We make an URGENT CALL TO THE COLOMBIAN GOVERNMENT IN THE HEAD OF PRESIDENT IVAN DUQUE MÁRQUEZ, and to national and international agencies that defend human rights in order to Sue in first instance the protection of the life and integrity of indigenous, peasant and sectors communities People who participate in minga for the defense of life, territory, democracy, justice and peace.

Being 12:30 p.m. on April 03, 2019, the indigenous and peasants who were concentrated in the Emmanuel Estate of the town of morales – cauca, were violently attacked with firearms by troops of the National Army, Finding yourself trapped in the territory because of the shots. The public force came to the place, burning the tents and belongings of the community, also entered the neighboring houses of the point of concentration to attack the inhabitants, in the midst of the facts, is seriously injured the governor of the indigenous cabildo of cerro Scissors Rubén Cuetia and some minors, at the moment there is no additional information of the number of injuries and the state of health of them.

We make a call to dd defenders. HH. National and international, the high commissioner for DD. HH. From the un, to the inter-American commission of DD. HH., to the un verification mission, to the mission of supporting the peace process in Colombia of the oas, to the National Commission of DD. HH. From The Senate of the Republic, to the office of the ombudsman and to the attorney general of the nation, so that, within the framework of its functions and competences, accompany the communities and families affected by this fact.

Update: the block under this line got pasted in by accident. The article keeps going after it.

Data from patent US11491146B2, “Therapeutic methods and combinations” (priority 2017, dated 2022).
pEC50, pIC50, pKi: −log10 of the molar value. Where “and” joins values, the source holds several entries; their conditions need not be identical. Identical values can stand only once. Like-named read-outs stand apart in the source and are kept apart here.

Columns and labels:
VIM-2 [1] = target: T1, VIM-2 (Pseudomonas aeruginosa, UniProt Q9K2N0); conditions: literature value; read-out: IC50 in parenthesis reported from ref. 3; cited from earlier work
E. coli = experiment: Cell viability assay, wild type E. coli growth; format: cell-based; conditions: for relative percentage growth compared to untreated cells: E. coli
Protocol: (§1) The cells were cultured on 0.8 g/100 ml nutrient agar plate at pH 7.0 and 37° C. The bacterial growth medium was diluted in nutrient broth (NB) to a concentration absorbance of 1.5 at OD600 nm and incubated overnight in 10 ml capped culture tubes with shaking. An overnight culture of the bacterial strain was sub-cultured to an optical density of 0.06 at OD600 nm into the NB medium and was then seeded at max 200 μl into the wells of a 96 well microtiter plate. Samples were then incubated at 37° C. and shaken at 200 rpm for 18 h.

#MINGASOCIALSUROCCIDENTE2019

Eyewitness Venezuela: National Speaking Tour with Gloria La Riva

Answer Coalition

On the heels of a month-long trip through Venezuela in the midst of growing U.S. aggression, anti-war activist Gloria La Riva will speak in numerous cities on the current situation in Venezuela, with a progressive perspective on the crucial issues facing the Venezuelan people: the U.S. economic sanctions, the U.S. media blockade, and the people’s organizing efforts to overcome the aggression. La Riva will show exclusive first-hand video footage from her trip and answer the questions: